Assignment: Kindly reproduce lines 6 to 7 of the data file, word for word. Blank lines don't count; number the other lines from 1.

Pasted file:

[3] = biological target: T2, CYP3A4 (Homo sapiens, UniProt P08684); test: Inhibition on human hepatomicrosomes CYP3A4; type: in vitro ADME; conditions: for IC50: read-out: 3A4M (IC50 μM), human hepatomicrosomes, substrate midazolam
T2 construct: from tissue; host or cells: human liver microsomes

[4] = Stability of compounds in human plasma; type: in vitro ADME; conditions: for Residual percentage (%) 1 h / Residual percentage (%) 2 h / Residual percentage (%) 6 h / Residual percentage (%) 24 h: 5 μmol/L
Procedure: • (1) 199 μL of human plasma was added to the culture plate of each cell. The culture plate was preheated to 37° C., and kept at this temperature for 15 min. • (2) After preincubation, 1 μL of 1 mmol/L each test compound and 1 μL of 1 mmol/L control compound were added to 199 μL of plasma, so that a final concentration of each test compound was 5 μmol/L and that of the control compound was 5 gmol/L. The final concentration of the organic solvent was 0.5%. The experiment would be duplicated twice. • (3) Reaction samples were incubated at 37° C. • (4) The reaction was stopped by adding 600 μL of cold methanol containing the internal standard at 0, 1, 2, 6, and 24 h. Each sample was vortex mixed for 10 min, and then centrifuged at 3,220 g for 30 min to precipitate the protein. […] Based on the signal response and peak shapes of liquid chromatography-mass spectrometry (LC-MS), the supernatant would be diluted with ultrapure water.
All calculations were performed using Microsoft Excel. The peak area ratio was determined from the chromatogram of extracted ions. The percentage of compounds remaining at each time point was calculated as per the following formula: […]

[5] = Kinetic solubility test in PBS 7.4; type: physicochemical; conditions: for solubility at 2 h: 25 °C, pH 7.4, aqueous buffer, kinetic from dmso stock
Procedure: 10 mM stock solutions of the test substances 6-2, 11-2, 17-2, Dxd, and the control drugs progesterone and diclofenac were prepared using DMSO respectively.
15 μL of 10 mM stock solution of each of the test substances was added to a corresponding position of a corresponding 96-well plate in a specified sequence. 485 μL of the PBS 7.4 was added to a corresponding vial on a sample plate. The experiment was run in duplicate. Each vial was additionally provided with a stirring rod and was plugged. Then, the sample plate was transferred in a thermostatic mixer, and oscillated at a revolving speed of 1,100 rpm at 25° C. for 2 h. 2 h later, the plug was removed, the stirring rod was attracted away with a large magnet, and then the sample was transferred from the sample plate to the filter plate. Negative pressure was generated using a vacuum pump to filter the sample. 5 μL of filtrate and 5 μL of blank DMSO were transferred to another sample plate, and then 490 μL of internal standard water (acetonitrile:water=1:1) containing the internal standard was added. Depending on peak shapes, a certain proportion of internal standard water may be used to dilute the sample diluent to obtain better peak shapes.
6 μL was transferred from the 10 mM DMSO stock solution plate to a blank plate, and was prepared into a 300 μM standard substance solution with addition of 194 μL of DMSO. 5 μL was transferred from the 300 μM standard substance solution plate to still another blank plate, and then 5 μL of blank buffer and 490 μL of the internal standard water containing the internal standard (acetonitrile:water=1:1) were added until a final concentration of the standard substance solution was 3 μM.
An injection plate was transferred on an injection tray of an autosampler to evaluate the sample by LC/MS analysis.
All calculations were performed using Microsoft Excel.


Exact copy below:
[5] = Kinetic solubility test in PBS 7.4; type: physicochemical; conditions: for solubility at 2 h: 25 °C, pH 7.4, aqueous buffer, kinetic from dmso stock
Procedure: 10 mM stock solutions of the test substances 6-2, 11-2, 17-2, Dxd, and the control drugs progesterone and diclofenac were prepared using DMSO respectively.